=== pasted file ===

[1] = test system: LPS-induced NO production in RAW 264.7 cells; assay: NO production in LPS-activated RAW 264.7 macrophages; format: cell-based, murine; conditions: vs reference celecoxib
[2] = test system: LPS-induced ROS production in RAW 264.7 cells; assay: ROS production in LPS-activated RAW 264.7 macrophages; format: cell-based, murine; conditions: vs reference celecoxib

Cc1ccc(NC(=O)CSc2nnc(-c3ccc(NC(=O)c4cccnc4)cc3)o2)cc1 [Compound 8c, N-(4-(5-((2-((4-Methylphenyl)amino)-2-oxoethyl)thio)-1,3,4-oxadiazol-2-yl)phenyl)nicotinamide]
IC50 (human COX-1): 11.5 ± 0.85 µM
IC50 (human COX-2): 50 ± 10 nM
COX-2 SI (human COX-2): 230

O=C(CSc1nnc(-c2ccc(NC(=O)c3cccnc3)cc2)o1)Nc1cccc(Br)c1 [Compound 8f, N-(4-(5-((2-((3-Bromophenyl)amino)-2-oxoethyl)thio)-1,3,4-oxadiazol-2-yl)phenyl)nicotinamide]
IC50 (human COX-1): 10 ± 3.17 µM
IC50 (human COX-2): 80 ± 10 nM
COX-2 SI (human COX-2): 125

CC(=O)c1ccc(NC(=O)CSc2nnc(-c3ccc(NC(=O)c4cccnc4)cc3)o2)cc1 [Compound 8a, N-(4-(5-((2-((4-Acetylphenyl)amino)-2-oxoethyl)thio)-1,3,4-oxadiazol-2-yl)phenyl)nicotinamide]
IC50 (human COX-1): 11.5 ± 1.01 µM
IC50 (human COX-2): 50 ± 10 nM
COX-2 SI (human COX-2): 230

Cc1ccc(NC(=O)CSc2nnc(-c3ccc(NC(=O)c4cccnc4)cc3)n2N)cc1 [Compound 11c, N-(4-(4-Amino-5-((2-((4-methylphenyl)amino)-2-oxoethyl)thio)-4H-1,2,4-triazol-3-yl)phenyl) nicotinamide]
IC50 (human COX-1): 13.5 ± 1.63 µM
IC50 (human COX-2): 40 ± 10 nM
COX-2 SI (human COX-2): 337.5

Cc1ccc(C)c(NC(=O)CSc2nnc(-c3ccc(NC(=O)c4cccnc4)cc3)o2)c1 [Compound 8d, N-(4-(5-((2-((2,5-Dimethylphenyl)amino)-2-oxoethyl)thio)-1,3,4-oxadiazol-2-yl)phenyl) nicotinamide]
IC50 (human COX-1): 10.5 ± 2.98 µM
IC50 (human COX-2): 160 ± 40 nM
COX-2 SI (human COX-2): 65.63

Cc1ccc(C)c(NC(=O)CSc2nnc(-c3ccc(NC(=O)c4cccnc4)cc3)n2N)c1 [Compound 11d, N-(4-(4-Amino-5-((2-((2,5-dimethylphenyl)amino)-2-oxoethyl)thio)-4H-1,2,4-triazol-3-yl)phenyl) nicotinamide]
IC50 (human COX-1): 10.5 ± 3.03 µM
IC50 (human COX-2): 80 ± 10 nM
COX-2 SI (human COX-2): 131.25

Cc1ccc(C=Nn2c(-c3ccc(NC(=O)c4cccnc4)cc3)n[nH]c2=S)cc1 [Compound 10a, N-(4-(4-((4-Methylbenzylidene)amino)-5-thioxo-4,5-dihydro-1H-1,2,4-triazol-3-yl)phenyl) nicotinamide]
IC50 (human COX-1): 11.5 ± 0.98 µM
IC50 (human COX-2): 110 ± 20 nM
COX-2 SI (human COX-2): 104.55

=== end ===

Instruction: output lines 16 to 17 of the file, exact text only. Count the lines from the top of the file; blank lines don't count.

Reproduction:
IC50 (human COX-1): 13.5 ± 1.63 µM
IC50 (human COX-2): 40 ± 10 nM